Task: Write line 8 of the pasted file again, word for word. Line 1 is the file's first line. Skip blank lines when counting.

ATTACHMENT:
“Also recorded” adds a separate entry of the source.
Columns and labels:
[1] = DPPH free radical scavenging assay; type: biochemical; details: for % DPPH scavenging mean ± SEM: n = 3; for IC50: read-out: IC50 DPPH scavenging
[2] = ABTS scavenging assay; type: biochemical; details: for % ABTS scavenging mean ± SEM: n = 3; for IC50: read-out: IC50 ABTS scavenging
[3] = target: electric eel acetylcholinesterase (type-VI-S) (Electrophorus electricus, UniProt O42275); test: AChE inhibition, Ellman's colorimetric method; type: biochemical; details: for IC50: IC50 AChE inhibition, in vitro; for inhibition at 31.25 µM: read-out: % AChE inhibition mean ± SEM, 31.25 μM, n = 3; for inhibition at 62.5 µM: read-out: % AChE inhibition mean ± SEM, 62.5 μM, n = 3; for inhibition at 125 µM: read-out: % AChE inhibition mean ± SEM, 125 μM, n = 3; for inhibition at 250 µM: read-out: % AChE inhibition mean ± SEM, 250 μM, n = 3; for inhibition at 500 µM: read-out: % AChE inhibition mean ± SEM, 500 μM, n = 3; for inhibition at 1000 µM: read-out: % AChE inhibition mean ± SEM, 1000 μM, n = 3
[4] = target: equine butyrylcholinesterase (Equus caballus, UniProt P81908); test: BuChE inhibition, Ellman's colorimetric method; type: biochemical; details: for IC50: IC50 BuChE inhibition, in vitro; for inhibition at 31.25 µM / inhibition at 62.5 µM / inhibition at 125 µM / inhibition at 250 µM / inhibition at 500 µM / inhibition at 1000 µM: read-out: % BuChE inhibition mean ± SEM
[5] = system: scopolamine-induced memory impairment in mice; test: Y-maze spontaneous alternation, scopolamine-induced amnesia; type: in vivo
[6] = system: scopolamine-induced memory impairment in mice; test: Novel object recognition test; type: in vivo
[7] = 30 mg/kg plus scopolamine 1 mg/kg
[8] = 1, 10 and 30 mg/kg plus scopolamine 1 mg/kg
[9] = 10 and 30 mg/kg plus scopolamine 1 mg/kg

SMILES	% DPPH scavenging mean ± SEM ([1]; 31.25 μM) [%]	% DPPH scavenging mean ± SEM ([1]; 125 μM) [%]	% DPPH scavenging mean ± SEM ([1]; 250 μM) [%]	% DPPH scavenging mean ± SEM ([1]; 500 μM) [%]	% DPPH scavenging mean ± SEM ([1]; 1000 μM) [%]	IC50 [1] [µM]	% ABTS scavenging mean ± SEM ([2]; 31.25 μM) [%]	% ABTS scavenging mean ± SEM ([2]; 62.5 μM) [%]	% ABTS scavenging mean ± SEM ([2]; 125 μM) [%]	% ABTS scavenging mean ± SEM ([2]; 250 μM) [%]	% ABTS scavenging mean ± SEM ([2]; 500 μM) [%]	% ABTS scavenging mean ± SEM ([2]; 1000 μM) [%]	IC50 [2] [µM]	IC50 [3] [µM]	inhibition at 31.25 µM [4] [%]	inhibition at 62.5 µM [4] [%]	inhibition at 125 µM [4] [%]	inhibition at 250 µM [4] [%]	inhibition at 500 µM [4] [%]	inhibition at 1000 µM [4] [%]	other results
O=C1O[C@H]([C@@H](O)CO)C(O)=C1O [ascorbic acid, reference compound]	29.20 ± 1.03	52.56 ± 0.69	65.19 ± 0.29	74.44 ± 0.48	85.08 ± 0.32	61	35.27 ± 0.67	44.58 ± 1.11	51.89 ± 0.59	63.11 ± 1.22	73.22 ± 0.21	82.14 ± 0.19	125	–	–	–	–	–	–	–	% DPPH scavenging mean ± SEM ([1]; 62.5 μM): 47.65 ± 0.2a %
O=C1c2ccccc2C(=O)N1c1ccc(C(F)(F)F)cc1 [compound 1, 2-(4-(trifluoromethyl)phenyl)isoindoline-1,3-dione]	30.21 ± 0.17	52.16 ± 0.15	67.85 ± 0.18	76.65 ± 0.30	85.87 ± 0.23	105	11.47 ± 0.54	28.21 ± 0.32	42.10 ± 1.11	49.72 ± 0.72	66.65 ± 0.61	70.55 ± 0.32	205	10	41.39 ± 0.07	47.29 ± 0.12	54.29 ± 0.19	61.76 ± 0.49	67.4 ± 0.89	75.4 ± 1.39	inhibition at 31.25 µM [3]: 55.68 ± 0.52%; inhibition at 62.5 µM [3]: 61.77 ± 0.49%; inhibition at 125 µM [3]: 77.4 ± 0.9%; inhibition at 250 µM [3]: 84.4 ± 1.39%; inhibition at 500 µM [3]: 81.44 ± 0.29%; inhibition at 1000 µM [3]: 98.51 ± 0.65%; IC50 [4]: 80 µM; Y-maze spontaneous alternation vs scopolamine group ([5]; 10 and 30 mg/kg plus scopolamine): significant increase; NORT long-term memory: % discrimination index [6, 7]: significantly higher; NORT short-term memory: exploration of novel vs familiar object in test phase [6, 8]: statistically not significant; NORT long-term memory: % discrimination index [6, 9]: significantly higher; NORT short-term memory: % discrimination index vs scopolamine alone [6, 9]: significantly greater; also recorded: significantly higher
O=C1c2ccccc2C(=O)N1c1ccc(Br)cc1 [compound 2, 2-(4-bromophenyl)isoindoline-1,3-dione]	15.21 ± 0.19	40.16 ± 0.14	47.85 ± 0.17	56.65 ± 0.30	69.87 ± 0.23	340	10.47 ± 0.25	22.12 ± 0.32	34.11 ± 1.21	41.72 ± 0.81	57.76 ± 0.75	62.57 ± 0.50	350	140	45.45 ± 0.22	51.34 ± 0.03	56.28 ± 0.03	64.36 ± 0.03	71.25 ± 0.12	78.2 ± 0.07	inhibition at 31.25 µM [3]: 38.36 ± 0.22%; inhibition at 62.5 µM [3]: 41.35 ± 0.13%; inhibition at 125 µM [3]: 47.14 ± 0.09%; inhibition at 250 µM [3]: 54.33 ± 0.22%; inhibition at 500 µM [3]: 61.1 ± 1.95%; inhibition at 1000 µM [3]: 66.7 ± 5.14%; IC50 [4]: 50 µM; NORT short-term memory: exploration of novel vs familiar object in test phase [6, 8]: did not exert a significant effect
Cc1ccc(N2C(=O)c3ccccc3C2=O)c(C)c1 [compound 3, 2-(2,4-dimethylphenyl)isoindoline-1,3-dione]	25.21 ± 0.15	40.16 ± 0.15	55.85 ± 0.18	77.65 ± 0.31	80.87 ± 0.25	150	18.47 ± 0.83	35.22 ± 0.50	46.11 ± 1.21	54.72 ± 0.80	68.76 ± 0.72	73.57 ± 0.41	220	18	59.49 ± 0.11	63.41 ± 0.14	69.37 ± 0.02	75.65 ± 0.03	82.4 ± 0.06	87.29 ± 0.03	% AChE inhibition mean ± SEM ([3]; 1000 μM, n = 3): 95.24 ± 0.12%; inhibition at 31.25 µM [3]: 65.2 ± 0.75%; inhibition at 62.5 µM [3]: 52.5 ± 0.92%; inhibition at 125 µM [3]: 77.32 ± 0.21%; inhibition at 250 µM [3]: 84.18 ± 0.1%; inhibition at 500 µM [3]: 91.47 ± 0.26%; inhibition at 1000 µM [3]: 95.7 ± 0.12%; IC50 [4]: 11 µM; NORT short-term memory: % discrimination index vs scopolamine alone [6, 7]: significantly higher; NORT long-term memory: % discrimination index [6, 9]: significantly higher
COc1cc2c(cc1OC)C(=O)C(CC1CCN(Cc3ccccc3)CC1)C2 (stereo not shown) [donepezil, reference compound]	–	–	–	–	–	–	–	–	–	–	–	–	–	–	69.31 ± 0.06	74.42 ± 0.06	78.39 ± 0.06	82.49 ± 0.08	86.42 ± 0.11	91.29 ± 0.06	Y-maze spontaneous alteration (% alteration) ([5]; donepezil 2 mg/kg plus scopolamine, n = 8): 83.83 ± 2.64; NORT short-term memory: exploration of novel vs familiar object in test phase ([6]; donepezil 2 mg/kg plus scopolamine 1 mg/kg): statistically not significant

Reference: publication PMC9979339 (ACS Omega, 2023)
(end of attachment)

[6] = system: scopolamine-induced memory impairment in mice; test: Novel object recognition test; type: in vivo